Awkwardly selling herself as both a no-nonsense prosecutor and as a woke, hip-hop loving, former pot smoker, Harris' political career cannot be divorced from her work as a self-described "top cop."
Though Harris says as a district attorney and California's attorney general she was a "progressive prosecutor," Harris was, in fact, both tough-on-crime and soft-on-bad cops.
As Reason's Elizabeth Nolan Brown put it:
"Every attorney general fights for state power and police prerogatives. It's part of the job. But over and over again, Harris went beyond the call of duty, fighting for harsher sentences, larger bail requirements, longer prison terms, more prosecution of petty crimes, greater criminal justice involvement in low-income and minority communities, less due process for people in the system, less transparency, and less accountability for bad cops."
As San Francisco's DA, Harris' office turned a blind eye for years to a corrupt police lab technician whose work resulted in hundreds of convictions. She aggressively cracked down on parents of truant kids. She pushed to bar addicts with prior convictions for selling drugs from Drug Courts, which allow non-violent drug offenders to avoid jail time if they complete a drug rehabilitation program.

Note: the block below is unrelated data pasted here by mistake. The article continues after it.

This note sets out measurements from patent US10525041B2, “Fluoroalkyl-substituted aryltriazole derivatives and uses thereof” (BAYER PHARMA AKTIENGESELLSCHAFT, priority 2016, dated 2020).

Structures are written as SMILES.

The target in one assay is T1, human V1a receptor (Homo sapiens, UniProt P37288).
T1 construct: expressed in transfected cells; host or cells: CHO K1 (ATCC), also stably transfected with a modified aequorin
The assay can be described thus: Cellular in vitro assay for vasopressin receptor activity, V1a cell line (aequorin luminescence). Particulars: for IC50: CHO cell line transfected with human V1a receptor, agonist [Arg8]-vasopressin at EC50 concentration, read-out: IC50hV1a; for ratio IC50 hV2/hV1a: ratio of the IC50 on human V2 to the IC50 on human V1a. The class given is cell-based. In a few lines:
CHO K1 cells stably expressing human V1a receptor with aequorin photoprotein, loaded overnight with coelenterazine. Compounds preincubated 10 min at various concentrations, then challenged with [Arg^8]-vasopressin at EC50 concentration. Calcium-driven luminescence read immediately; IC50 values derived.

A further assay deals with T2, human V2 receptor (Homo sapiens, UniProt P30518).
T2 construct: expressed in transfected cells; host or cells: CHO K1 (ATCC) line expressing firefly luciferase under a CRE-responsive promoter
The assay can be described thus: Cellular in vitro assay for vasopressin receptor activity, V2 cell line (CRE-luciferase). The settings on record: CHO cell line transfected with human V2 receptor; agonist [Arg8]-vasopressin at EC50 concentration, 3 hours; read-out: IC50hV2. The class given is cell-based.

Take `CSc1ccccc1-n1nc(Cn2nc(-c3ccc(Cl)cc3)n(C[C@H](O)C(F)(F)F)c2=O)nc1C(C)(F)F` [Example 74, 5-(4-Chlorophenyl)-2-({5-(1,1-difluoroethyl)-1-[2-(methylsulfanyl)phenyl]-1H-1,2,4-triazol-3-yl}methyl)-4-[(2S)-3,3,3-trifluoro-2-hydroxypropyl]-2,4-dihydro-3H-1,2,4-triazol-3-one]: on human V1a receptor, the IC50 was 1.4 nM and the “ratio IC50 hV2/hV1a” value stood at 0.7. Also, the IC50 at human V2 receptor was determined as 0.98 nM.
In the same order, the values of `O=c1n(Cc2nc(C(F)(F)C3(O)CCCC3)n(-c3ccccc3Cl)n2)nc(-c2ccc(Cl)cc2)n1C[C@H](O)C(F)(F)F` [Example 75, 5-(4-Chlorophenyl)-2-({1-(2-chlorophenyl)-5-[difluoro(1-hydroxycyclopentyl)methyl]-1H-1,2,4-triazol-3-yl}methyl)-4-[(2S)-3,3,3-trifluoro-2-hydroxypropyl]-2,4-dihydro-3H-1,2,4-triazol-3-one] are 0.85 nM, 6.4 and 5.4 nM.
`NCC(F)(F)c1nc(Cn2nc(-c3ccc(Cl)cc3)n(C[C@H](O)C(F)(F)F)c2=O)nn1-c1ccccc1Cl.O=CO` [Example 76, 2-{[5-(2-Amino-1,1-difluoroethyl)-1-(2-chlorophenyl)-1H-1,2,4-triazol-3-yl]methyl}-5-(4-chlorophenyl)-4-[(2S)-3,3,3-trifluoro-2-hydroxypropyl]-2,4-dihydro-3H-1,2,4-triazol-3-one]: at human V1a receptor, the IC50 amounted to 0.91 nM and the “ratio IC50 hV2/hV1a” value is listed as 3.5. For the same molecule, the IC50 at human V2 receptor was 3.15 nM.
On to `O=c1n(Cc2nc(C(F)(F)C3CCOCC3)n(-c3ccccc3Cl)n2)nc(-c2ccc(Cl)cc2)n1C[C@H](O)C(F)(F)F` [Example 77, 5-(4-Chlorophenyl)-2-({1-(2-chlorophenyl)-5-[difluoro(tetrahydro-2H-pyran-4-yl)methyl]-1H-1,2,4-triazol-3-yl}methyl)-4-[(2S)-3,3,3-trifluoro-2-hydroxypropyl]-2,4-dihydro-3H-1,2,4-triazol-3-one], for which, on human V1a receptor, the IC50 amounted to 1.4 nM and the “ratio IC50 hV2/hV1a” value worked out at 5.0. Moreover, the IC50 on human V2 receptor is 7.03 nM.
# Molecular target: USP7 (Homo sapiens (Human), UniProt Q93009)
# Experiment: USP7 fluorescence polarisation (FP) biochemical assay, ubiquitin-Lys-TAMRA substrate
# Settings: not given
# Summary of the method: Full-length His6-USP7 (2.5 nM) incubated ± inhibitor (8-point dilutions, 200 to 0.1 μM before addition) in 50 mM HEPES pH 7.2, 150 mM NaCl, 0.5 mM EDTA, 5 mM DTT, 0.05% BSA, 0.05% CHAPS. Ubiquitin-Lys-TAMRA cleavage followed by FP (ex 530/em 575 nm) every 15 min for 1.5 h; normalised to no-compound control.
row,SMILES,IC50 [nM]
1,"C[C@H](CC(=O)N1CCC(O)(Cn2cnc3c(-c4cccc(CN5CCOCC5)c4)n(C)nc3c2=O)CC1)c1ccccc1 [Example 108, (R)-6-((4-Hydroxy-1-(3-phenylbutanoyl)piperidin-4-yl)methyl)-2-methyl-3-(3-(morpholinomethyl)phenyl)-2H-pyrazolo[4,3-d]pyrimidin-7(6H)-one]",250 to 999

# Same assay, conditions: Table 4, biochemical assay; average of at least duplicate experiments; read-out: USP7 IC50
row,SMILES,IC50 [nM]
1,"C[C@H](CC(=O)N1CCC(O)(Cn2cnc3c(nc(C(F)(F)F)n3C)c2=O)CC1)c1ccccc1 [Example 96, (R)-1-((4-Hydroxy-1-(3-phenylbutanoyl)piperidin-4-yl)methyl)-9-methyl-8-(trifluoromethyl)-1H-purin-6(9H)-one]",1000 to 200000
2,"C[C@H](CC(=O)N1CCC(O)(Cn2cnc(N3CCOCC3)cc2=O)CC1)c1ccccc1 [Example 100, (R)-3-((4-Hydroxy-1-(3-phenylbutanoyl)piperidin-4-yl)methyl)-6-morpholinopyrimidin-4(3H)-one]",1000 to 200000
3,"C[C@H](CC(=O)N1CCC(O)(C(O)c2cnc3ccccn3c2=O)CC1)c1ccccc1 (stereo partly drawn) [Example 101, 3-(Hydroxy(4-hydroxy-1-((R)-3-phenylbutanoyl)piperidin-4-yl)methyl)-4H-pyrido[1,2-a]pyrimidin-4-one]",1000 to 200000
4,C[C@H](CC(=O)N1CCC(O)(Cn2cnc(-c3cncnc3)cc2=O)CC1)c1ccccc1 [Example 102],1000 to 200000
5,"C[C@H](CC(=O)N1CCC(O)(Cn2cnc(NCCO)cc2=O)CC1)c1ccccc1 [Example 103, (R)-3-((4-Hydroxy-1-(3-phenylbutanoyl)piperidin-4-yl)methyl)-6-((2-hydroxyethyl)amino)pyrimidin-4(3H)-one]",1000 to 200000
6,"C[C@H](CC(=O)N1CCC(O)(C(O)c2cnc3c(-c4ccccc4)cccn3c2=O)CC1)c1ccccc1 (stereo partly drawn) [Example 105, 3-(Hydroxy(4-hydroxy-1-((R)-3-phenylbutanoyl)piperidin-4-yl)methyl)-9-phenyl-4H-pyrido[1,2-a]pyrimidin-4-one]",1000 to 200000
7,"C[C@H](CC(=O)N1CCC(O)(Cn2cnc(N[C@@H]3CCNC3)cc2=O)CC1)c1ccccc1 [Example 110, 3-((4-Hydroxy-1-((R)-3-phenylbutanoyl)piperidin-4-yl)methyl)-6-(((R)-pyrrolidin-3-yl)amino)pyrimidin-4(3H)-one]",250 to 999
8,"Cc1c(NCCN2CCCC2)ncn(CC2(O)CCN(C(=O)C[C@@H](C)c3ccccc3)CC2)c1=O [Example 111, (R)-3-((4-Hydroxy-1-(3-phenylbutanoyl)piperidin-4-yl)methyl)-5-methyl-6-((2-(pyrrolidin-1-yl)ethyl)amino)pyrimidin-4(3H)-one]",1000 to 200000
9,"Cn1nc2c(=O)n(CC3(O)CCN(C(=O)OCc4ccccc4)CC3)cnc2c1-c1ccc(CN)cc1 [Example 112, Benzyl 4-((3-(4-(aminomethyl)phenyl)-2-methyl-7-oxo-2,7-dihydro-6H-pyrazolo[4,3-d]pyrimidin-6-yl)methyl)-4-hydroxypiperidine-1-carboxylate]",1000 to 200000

The progressive-leaning American Prospect wrote that as California attorney general, Harris "repeatedly and openly defied US Supreme Court orders to reduce overcrowding in California prisons," adding that "Harris and her legal team filed motions that were condemned by judges and legal experts as obstructionist, bad-faith, and nonsensical, at one point even suggesting that the Supreme Court lacked the jurisdiction to order a reduction in California's prison population."